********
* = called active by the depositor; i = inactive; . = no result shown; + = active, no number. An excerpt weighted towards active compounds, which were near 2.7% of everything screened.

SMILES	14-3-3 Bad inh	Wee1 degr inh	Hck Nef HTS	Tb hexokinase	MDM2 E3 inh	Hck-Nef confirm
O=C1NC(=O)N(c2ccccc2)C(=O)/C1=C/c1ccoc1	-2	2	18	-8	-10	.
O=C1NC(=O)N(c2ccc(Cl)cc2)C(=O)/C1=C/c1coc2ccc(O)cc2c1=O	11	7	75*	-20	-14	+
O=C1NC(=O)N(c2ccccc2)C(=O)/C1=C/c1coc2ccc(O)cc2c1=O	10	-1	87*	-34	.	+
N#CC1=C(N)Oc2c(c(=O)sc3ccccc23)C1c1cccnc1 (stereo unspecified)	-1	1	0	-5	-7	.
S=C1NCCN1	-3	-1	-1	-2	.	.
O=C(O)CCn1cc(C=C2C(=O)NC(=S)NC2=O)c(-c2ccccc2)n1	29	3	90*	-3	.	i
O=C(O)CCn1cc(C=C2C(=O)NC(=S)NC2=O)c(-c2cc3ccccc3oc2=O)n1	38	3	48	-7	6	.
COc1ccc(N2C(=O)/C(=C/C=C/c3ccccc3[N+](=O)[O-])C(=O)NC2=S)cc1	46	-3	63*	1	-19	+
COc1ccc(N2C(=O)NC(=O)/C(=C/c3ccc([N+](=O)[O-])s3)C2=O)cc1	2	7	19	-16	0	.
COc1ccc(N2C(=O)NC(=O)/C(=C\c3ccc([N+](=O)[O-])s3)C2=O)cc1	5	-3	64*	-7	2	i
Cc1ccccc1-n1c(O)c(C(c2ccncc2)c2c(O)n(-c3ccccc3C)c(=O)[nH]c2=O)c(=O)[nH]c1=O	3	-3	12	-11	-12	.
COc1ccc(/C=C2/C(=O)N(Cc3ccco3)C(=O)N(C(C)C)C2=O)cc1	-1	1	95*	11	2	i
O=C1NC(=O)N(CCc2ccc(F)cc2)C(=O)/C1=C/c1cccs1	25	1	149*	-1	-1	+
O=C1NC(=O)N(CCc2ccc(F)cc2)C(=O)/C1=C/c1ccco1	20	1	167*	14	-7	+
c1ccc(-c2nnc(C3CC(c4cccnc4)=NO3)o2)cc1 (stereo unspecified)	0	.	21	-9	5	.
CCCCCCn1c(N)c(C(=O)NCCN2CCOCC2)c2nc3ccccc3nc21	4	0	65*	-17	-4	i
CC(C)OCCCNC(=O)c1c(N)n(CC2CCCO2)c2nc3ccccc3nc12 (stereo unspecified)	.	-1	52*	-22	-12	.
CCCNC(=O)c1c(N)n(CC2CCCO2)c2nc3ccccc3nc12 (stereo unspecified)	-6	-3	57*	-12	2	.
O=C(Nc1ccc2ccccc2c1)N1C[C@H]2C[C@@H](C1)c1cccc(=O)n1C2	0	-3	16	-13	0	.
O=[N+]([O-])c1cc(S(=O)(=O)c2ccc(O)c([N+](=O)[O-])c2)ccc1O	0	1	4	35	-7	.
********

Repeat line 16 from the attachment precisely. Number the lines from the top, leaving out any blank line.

O=C1NC(=O)N(CCc2ccc(F)cc2)C(=O)/C1=C/c1ccco1	20	1	167*	14	-7	+